I have gotten a few emails and questions from readers about my painting “techniques”, and about the many different methods for painting furniture.
It would be great if you could do a post on how to stitch cushions (hand made) especially and also on painting the furniture.
I would truly appreciate any advice with regards to painting wood.
Well, the truth of the matter is that, although I have been painting furniture for a long, long time, I am not that comfortable giving advice about it. But let me give you a few ideas.
Different Methods for Painting Furniture:
From the pictures I easy to see how each technique is different from another, and how they work. Here’s a handy illustration:
You can see the brush strokes in the first ones. I had to look for a spot where they were visible to make this picture, they are generally not that bad.
The foam roller gives a smoother, more even finish, albeit a bit textured. I like the texture a lot. And, if I can do it, I always chose paint roller over any other method, but your mileage may vary.
Spray paint is, of course, the gold standard. This particular item was painted with canned spray paint, but that gets expensive really fast. If you are painting big items then you will be needing a real sprayer. Here’s a little sprayer that got fantastic reviews from Amazon*.
I haven’t bought it, so I am not endorsing it.
How about my favorite tip for painting with a foam roller?
Apologies for the suckitude of my drawings. I am totally out of practice.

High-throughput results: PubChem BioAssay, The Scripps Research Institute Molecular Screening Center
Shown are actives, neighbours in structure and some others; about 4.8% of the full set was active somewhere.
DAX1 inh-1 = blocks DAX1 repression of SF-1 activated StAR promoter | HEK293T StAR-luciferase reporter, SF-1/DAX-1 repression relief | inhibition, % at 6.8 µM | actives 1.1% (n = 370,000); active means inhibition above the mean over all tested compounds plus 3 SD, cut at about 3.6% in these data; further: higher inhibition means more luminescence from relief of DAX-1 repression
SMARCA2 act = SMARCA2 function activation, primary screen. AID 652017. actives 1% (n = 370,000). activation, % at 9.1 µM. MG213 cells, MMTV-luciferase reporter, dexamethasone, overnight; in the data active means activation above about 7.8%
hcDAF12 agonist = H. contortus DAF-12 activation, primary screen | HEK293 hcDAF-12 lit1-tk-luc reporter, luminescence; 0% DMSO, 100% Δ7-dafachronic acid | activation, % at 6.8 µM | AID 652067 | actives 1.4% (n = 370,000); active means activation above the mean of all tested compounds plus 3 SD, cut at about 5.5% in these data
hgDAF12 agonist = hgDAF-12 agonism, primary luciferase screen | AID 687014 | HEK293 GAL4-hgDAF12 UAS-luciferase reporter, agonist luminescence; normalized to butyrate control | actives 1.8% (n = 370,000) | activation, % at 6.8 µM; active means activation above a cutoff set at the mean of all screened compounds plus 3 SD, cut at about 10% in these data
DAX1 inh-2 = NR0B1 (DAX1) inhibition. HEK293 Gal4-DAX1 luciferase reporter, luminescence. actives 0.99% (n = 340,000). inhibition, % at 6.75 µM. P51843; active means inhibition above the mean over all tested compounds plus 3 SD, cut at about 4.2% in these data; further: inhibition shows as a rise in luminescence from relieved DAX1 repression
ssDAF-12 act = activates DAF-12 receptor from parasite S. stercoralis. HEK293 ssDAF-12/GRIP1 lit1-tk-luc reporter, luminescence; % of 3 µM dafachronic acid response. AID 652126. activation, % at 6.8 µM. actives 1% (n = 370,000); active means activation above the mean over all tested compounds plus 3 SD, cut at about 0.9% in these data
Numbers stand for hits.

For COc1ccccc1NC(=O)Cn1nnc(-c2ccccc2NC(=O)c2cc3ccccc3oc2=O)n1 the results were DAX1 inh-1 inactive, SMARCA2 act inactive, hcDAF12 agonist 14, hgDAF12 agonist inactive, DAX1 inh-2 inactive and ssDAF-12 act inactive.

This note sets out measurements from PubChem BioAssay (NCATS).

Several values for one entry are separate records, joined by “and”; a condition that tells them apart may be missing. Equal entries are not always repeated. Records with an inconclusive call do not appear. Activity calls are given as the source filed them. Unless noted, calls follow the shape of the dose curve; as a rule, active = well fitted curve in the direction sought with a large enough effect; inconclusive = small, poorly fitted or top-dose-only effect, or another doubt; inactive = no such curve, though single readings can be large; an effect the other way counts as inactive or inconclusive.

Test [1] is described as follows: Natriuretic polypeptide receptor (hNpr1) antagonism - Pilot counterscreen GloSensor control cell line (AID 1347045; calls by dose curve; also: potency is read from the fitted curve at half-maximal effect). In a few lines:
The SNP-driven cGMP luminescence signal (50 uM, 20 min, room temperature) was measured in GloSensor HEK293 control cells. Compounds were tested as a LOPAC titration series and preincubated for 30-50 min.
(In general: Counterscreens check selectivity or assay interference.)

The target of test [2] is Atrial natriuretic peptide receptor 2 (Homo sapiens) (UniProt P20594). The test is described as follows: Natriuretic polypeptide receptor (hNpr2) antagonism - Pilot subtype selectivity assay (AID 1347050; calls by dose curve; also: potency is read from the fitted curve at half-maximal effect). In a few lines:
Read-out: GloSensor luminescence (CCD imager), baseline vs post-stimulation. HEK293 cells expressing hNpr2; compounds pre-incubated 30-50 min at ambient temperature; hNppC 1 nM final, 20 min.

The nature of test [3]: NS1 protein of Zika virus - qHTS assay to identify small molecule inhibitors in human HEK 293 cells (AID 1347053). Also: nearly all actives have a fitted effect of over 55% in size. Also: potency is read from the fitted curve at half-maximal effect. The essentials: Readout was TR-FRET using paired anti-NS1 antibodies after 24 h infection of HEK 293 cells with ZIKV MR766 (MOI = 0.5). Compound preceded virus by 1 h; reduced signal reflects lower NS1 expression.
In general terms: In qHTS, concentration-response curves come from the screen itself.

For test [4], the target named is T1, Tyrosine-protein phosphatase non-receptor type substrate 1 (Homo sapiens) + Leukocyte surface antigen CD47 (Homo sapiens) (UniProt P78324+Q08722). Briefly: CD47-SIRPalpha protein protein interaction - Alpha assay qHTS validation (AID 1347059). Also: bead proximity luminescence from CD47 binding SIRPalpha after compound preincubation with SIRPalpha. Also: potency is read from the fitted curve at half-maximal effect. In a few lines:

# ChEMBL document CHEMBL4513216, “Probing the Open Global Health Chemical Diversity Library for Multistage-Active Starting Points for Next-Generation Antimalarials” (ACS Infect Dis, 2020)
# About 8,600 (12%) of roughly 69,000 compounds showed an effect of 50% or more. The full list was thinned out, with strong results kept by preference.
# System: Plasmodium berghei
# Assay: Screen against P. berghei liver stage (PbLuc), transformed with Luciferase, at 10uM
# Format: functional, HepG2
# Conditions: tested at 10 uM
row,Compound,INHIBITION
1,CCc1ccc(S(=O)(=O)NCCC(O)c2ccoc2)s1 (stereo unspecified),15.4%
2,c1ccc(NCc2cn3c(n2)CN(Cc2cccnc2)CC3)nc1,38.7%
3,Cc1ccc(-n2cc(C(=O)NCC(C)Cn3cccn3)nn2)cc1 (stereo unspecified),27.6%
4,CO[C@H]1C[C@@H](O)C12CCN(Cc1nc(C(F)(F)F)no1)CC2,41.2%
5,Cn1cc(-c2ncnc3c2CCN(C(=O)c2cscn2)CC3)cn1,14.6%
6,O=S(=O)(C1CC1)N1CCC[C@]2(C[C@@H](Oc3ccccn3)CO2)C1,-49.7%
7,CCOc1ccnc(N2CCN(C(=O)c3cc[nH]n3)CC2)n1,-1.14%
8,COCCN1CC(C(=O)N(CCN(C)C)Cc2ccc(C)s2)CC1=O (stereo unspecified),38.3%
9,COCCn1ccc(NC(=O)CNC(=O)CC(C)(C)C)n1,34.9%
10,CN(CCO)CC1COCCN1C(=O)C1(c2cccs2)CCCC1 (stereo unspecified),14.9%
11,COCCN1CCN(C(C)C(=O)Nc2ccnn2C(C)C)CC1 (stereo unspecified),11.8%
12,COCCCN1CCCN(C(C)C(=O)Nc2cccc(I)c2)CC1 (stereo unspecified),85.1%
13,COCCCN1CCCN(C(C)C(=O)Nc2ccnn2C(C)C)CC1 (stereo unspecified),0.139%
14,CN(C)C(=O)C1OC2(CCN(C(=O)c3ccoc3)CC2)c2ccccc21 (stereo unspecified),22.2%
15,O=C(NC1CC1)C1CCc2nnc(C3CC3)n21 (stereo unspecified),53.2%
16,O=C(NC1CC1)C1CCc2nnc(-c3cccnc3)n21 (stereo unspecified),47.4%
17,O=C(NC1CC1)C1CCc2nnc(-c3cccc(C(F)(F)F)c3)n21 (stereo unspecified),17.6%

This is usually how I paint flat surfaces with a roller. It prevents paint buildup on the edges, which will most certainly require a lot of work to fix.
Now some quick tips:
- I add some thinner to the paint to reduce marks. I usually add about 10% thinner, adding a bit more if the paint has dried out (I always use enamel, other paints might be different).
- I disassemble as much of the furniture as possible. It is a lot easier to paint individual pieces and then re-assemble.
I let enamel dry at least 8 hours between coats, 12 if it is a humid day. I sand with a 800-grit sandpaper between coats, enough to dull the shine. It gives better adhesion.
- I let the piece “cure” at least 24 hours, preferable 3 days before using it. Even if it’s dry to the touch you can scratch the paint if it’s not properly cured.
- If the wood is “virgin” I don’t prime. For some people this is sacrilege, but it works for me. If the wood has already been painted, it’s best to strip it and prime, the wood pores would be sealed and adhesion would be poorer.
Any tips of your own you’d like share? If you know any other interesting source, please share it too.
More about painting furniture: